Great Lines From Southern Movies You've Forgotten About
Movies often fail to get the South right. How many cringe-worthy moments have we endured, thanks to bad accents and stereotypes and just overall "huh?" moments.
On the other hand, when Tinsel Town nails it, we're the first to applaud. Take a little walk down memory lane as we revisit our favorite movie quotes and one-liners from a handful of Southern films that are truly "bona fide," as the Wharvey gals would say.
Coal Miner's Daughter (1980)
Doo, Loretta, Patsy, Sissy—need we say more? Some of us have never forgotten this movie because we watch it every chance we get. It's worth it just to hear Loretta tell Doo that all his growling makes him sound like an old "bar."
"Anything we can't buy, we'll make. Anything we can't make, we'll steal!"
—Patsy Cline to Loretta Lynn
"Now what we got to do next is sit down and plan real careful . . . what we gon' do next."
—"Doo" Lynn after Loretta performs at the Grand Ole Opry for the first time and gets invited back
"Doo, if you born in the mountains, you got three choices: coal mine, moonshine, or move it on down the line."
—Moonshiner Lee Dollarhide, trying to persuade Doo to work for him
Miss Firecracker (1989)
Carnelle Scott, played by the amazing Holly Hunter, has bad hair and a bad reputation, but she's hoping to remedy both by winning the Miss Firecracker beauty pageant/talent show in her hometown. Mary Steenburgen and Tim Robbins play her eccentric cousins, Elain and Delmount. It's offbeat, to say the least, but if you're a Raising Arizona fan, you'll be all over it.
"I go to church now. . . . People aren't calling me Miss Hot Tamale any more!"
—Carnelle Scott, trying to convince her beauty-queen cousin that she has changed
"Well, you know, they say we all gonna be dyin' some day. I believe it, too."
—Carnelle's thoughts on life
Daddy's Dyin' . . . Who's Got the Will? (1990)
Written by Texas native Del Shores, this dark comedy stars a treasure trove of talent portraying the four Turnover siblings, who have gathered to see their dying father, bicker with each other, and try to find Daddy's will. Actors Beverly D'Angelo, Tess Harper, Amy Wright, and Beau Bridges are clearly having a high old time playing Evalita, Sara Ann, Lurlene, and Orville—the dysfunctional Turnover sibs. And the brilliant Molly McClure plays their grandmother, Mama Wheelis, as a classic Southern Memaw.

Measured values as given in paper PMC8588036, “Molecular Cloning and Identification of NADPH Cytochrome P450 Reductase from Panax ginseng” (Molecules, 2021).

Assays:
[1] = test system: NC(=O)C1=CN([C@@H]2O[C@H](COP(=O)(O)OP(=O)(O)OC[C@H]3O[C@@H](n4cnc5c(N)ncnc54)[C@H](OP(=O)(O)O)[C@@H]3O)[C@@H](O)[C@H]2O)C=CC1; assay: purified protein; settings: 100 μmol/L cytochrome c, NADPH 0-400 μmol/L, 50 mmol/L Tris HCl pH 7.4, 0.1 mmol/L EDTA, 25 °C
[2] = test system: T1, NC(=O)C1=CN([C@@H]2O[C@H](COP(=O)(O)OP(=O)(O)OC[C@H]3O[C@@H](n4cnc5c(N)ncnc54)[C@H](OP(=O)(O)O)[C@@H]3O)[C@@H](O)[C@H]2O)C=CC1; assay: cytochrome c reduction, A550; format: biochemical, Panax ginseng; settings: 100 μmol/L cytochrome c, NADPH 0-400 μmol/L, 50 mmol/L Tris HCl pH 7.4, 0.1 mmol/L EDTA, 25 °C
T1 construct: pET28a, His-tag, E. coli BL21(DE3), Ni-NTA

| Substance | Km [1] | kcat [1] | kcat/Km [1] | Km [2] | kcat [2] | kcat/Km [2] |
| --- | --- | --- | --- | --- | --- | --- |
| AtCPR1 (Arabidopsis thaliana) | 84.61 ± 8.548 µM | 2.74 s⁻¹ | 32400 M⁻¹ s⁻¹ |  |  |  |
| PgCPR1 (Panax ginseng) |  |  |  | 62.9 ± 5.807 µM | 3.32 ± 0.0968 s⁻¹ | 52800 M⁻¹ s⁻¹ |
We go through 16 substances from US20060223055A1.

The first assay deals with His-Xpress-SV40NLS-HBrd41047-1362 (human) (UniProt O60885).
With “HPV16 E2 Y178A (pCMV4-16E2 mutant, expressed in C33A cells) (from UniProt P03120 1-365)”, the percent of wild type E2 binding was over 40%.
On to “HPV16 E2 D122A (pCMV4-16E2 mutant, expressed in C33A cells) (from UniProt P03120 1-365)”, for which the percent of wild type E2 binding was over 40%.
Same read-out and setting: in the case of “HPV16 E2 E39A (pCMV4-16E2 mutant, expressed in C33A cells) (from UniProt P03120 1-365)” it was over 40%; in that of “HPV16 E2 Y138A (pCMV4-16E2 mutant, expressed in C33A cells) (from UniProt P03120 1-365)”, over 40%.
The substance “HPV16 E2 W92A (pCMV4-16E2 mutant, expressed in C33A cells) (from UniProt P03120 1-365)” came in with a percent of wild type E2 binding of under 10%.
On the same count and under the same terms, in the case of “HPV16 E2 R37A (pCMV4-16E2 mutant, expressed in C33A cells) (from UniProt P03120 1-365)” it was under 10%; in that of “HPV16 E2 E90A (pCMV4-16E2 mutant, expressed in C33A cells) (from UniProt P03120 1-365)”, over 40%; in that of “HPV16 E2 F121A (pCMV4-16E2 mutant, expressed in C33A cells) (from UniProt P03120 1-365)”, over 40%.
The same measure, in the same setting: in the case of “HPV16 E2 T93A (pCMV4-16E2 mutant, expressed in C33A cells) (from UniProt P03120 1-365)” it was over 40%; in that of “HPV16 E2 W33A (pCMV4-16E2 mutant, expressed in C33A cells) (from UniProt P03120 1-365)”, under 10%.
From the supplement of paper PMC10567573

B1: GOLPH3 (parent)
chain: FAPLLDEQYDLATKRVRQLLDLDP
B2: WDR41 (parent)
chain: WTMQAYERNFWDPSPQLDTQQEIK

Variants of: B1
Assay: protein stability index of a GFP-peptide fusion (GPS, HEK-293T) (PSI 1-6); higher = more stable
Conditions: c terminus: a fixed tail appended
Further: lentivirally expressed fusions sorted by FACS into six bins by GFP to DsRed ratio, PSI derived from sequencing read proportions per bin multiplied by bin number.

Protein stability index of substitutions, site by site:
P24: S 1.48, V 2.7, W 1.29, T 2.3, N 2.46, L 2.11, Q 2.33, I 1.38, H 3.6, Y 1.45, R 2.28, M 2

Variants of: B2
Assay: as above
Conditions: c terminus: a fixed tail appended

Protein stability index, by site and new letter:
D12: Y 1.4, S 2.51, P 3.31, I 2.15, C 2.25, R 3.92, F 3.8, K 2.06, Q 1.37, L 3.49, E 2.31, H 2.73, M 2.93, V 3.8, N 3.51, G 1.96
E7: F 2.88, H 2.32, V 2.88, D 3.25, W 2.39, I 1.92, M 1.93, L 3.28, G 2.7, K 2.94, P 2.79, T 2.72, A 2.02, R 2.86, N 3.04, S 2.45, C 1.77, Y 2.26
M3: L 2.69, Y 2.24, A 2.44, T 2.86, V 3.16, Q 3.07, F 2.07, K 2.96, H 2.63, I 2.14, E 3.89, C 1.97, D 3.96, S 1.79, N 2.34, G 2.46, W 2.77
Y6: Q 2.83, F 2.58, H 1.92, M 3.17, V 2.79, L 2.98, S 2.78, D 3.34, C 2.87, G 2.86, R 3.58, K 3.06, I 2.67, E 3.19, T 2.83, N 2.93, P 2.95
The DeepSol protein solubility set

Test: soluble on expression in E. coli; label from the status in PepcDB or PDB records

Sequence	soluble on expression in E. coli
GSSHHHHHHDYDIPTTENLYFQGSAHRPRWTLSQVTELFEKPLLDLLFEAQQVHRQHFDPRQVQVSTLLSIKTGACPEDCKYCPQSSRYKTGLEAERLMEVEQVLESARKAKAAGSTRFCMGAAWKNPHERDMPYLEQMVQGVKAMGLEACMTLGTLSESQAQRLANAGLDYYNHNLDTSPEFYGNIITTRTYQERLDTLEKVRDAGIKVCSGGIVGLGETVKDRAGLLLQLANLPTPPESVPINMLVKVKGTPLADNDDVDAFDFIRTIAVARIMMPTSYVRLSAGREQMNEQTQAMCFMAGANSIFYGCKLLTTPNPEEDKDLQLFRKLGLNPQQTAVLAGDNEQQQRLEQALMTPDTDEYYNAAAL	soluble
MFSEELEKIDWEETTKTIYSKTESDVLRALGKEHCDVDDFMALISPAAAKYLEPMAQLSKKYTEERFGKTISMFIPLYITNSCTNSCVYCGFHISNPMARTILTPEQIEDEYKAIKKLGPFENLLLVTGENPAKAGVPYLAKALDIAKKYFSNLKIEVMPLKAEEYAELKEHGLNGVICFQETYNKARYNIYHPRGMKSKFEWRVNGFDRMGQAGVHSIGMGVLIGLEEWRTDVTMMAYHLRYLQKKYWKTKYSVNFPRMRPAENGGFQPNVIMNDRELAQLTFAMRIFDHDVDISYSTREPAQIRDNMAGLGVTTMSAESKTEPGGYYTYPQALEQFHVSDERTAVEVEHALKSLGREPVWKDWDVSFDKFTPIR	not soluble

"If I'm performin' I'm wearin' my stage clothes."
—R-rated Evalita Turnover, explaining why she's wearing a low-rent, low-cut cowgirl outfit to sing at her Daddy's funeral
"This is the Baptist church, not the Grand Ole Opry."
—Evalita's sister Lurlene, a preacher's wife.
"Heaven's to Betsy! That hippie's playin' ‘I'll Fly Away.'"
—Mama Wheelis, stunned when Evalita's long-haired boyfriend starts playing an old gospel standard on her upright piano.
O, Brother, Where Art Thou? (2000)
This Depression-era tale is based on Homer's The Odyssey. George Clooney's fast-talking Everett McGill promises fellow prisoners Pete and Delmar—who are chained to him—hidden treasure if they'll escape with him. The truth is, he's trying to stop his ex-wife from remarrying. Mayhem ensues—backed by one great soundtrack feauring the likes of Ralph Stanley and Alison Krauss.
"Say, any o' you boys smithies? Or, if not smithies per se, were you otherwise trained in the metallurgic arts . . ."
—Everett McGill to hobos aboard the train he's trying to jump—while chained to two fellow prison escapees
"Mama says you was hit by a train. Blooey! Nothing left. Just a grease spot on the
—The Wharvey gals, telling their prison-escapee father the story of his own death
"Lots of respectable people been hit by trains. Judge Hobby over in Cookville was hit by a train."
—Penny Wharvey telling ex-husband Everett why she's lying to their children
It's based on the true story of a beloved assistant funeral home director in Carthage, Texas, who befriended and later murdered the meanest woman in town—so mean that nobody wanted to see him punished for it. Stars Jack Black, Shirley MacLaine, and Matthew McConaughey are fantastic as Bernie Tiede, Marjorie Nugent, and prosecutor Danny Buck Davidson. The movie is shot documentary-style, with commentary by townspeople—some real East Texas locals and some actors.
"He was great with the DLOL's—that's what we all call the dear little old ladies."
—Local man on Bernie's way with the (old) ladies
"There are people in town, honey, that would've shot her for five dollars, you know?
—Local woman explaining why it wasn't such a bad thing for Bernie to shoot Marjorie
"She didn't like that pastor. He wore Bermuda shorts on his day off."
—Local woman on why Marjorie wouldn't allow her money to be given to the church
Now that we've covered the movies, how about a little Southern TV?
Andy, Barney, and the Mayberry gang—we'll never get tired of them. Wish we were ar Floyd's barbershop right now catching up on all the latest.